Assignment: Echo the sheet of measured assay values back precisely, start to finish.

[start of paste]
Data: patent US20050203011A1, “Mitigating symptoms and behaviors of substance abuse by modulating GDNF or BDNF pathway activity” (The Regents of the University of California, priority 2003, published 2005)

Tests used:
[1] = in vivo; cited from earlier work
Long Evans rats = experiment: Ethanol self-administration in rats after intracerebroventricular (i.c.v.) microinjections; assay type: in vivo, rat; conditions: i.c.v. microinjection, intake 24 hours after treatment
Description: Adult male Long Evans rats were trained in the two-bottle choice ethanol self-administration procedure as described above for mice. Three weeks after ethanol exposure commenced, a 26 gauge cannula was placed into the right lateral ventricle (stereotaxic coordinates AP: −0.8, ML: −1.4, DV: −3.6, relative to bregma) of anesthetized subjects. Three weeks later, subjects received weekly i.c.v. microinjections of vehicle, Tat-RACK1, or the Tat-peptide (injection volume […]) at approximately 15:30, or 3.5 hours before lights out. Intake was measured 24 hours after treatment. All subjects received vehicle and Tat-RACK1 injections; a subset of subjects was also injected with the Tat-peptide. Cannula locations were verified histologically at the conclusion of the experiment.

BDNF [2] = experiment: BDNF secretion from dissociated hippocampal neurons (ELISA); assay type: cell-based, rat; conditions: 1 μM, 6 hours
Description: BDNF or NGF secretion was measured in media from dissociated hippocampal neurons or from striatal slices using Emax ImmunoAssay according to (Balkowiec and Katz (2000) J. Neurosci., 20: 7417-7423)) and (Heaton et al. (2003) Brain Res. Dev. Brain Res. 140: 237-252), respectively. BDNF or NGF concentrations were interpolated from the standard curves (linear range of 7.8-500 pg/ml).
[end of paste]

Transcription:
Data: patent US20050203011A1, “Mitigating symptoms and behaviors of substance abuse by modulating GDNF or BDNF pathway activity” (The Regents of the University of California, priority 2003, published 2005)

Tests used:
[1] = in vivo; cited from earlier work
Long Evans rats = experiment: Ethanol self-administration in rats after intracerebroventricular (i.c.v.) microinjections; assay type: in vivo, rat; conditions: i.c.v. microinjection, intake 24 hours after treatment
Description: Adult male Long Evans rats were trained in the two-bottle choice ethanol self-administration procedure as described above for mice. Three weeks after ethanol exposure commenced, a 26 gauge cannula was placed into the right lateral ventricle (stereotaxic coordinates AP: −0.8, ML: −1.4, DV: −3.6, relative to bregma) of anesthetized subjects. Three weeks later, subjects received weekly i.c.v. microinjections of vehicle, Tat-RACK1, or the Tat-peptide (injection volume […]) at approximately 15:30, or 3.5 hours before lights out. Intake was measured 24 hours after treatment. All subjects received vehicle and Tat-RACK1 injections; a subset of subjects was also injected with the Tat-peptide. Cannula locations were verified histologically at the conclusion of the experiment.

BDNF [2] = experiment: BDNF secretion from dissociated hippocampal neurons (ELISA); assay type: cell-based, rat; conditions: 1 μM, 6 hours
Description: BDNF or NGF secretion was measured in media from dissociated hippocampal neurons or from striatal slices using Emax ImmunoAssay according to (Balkowiec and Katz (2000) J. Neurosci., 20: 7417-7423)) and (Heaton et al. (2003) Brain Res. Dev. Brain Res. 140: 237-252), respectively. BDNF or NGF concentrations were interpolated from the standard curves (linear range of 7.8-500 pg/ml).